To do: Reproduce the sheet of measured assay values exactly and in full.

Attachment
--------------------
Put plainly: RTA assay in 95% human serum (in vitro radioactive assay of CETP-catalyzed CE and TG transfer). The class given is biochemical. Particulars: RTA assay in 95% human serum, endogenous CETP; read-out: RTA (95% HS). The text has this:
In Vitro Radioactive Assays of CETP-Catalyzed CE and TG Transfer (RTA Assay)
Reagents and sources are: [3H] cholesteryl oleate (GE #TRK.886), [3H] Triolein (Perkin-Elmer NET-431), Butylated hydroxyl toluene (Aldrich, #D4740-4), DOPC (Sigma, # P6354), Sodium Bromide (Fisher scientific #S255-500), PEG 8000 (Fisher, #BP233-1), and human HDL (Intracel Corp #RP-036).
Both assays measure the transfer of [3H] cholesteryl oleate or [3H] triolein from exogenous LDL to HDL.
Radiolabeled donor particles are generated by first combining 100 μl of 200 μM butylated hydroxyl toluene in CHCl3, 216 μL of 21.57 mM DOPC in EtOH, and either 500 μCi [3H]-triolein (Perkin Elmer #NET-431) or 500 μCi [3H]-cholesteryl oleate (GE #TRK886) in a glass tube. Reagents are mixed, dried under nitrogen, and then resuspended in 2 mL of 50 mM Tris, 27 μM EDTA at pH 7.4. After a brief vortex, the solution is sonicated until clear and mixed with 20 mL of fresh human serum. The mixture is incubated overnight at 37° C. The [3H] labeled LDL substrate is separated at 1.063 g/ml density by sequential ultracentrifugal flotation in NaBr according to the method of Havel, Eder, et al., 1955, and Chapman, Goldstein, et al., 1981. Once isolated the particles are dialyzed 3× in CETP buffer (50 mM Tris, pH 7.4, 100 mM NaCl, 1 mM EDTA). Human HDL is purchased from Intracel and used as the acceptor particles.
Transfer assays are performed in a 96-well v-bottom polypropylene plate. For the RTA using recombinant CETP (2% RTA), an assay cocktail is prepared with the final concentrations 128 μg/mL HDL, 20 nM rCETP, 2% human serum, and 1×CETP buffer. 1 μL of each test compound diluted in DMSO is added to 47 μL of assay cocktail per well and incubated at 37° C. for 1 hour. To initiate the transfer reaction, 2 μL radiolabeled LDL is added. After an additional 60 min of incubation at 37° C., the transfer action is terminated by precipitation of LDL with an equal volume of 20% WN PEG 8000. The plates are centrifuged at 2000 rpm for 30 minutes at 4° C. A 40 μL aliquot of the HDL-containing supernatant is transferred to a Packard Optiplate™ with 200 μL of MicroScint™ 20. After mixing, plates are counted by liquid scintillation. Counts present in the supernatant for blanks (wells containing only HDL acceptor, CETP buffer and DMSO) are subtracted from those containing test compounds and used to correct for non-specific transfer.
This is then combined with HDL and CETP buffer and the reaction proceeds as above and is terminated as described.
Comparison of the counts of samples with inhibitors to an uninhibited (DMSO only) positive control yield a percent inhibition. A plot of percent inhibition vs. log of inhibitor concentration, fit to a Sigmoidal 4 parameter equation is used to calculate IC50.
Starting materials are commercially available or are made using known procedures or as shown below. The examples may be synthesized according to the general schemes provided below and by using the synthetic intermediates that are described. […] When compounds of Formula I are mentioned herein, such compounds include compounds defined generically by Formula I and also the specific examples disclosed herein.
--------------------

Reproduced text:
Put plainly: RTA assay in 95% human serum (in vitro radioactive assay of CETP-catalyzed CE and TG transfer). The class given is biochemical. Particulars: RTA assay in 95% human serum, endogenous CETP; read-out: RTA (95% HS). The text has this:
In Vitro Radioactive Assays of CETP-Catalyzed CE and TG Transfer (RTA Assay)
Reagents and sources are: [3H] cholesteryl oleate (GE #TRK.886), [3H] Triolein (Perkin-Elmer NET-431), Butylated hydroxyl toluene (Aldrich, #D4740-4), DOPC (Sigma, # P6354), Sodium Bromide (Fisher scientific #S255-500), PEG 8000 (Fisher, #BP233-1), and human HDL (Intracel Corp #RP-036).
Both assays measure the transfer of [3H] cholesteryl oleate or [3H] triolein from exogenous LDL to HDL.
Radiolabeled donor particles are generated by first combining 100 μl of 200 μM butylated hydroxyl toluene in CHCl3, 216 μL of 21.57 mM DOPC in EtOH, and either 500 μCi [3H]-triolein (Perkin Elmer #NET-431) or 500 μCi [3H]-cholesteryl oleate (GE #TRK886) in a glass tube. Reagents are mixed, dried under nitrogen, and then resuspended in 2 mL of 50 mM Tris, 27 μM EDTA at pH 7.4. After a brief vortex, the solution is sonicated until clear and mixed with 20 mL of fresh human serum. The mixture is incubated overnight at 37° C. The [3H] labeled LDL substrate is separated at 1.063 g/ml density by sequential ultracentrifugal flotation in NaBr according to the method of Havel, Eder, et al., 1955, and Chapman, Goldstein, et al., 1981. Once isolated the particles are dialyzed 3× in CETP buffer (50 mM Tris, pH 7.4, 100 mM NaCl, 1 mM EDTA). Human HDL is purchased from Intracel and used as the acceptor particles.
Transfer assays are performed in a 96-well v-bottom polypropylene plate. For the RTA using recombinant CETP (2% RTA), an assay cocktail is prepared with the final concentrations 128 μg/mL HDL, 20 nM rCETP, 2% human serum, and 1×CETP buffer. 1 μL of each test compound diluted in DMSO is added to 47 μL of assay cocktail per well and incubated at 37° C. for 1 hour. To initiate the transfer reaction, 2 μL radiolabeled LDL is added. After an additional 60 min of incubation at 37° C., the transfer action is terminated by precipitation of LDL with an equal volume of 20% WN PEG 8000. The plates are centrifuged at 2000 rpm for 30 minutes at 4° C. A 40 μL aliquot of the HDL-containing supernatant is transferred to a Packard Optiplate™ with 200 μL of MicroScint™ 20. After mixing, plates are counted by liquid scintillation. Counts present in the supernatant for blanks (wells containing only HDL acceptor, CETP buffer and DMSO) are subtracted from those containing test compounds and used to correct for non-specific transfer.
This is then combined with HDL and CETP buffer and the reaction proceeds as above and is terminated as described.
Comparison of the counts of samples with inhibitors to an uninhibited (DMSO only) positive control yield a percent inhibition. A plot of percent inhibition vs. log of inhibitor concentration, fit to a Sigmoidal 4 parameter equation is used to calculate IC50.
Starting materials are commercially available or are made using known procedures or as shown below. The examples may be synthesized according to the general schemes provided below and by using the synthetic intermediates that are described. […] When compounds of Formula I are mentioned herein, such compounds include compounds defined generically by Formula I and also the specific examples disclosed herein.